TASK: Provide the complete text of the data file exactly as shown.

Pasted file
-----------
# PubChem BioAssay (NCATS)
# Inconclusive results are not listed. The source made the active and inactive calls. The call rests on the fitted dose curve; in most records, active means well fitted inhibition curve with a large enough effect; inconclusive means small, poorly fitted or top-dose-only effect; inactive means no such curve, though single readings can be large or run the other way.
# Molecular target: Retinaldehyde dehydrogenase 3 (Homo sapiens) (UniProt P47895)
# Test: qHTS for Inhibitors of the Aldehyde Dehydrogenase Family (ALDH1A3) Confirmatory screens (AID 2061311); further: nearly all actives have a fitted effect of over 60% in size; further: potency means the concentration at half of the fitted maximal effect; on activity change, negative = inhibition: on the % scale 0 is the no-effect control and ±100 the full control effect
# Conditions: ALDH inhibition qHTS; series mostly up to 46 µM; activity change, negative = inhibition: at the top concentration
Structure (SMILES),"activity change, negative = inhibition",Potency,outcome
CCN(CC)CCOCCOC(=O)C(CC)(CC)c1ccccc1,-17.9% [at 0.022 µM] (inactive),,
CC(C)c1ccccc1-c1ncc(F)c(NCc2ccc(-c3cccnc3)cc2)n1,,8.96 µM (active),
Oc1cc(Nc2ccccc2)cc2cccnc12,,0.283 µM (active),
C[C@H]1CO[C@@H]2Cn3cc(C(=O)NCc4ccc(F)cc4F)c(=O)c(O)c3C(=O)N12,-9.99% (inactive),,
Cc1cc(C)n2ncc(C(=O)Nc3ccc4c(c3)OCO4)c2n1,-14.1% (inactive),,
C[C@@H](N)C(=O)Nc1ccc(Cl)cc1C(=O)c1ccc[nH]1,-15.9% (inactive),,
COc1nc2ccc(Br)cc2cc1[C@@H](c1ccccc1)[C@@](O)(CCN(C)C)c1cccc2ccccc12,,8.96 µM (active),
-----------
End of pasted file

# PubChem BioAssay (NCATS)
# Inconclusive results are not listed. The source made the active and inactive calls. The call rests on the fitted dose curve; in most records, active means well fitted inhibition curve with a large enough effect; inconclusive means small, poorly fitted or top-dose-only effect; inactive means no such curve, though single readings can be large or run the other way.
# Molecular target: Retinaldehyde dehydrogenase 3 (Homo sapiens) (UniProt P47895)
# Test: qHTS for Inhibitors of the Aldehyde Dehydrogenase Family (ALDH1A3) Confirmatory screens (AID 2061311); further: nearly all actives have a fitted effect of over 60% in size; further: potency means the concentration at half of the fitted maximal effect; on activity change, negative = inhibition: on the % scale 0 is the no-effect control and ±100 the full control effect
# Conditions: ALDH inhibition qHTS; series mostly up to 46 µM; activity change, negative = inhibition: at the top concentration
Structure (SMILES),"activity change, negative = inhibition",Potency,outcome
CCN(CC)CCOCCOC(=O)C(CC)(CC)c1ccccc1,-17.9% [at 0.022 µM] (inactive),,
CC(C)c1ccccc1-c1ncc(F)c(NCc2ccc(-c3cccnc3)cc2)n1,,8.96 µM (active),
Oc1cc(Nc2ccccc2)cc2cccnc12,,0.283 µM (active),
C[C@H]1CO[C@@H]2Cn3cc(C(=O)NCc4ccc(F)cc4F)c(=O)c(O)c3C(=O)N12,-9.99% (inactive),,
Cc1cc(C)n2ncc(C(=O)Nc3ccc4c(c3)OCO4)c2n1,-14.1% (inactive),,
C[C@@H](N)C(=O)Nc1ccc(Cl)cc1C(=O)c1ccc[nH]1,-15.9% (inactive),,
COc1nc2ccc(Br)cc2cc1[C@@H](c1ccccc1)[C@@](O)(CCN(C)C)c1cccc2ccccc12,,8.96 µM (active),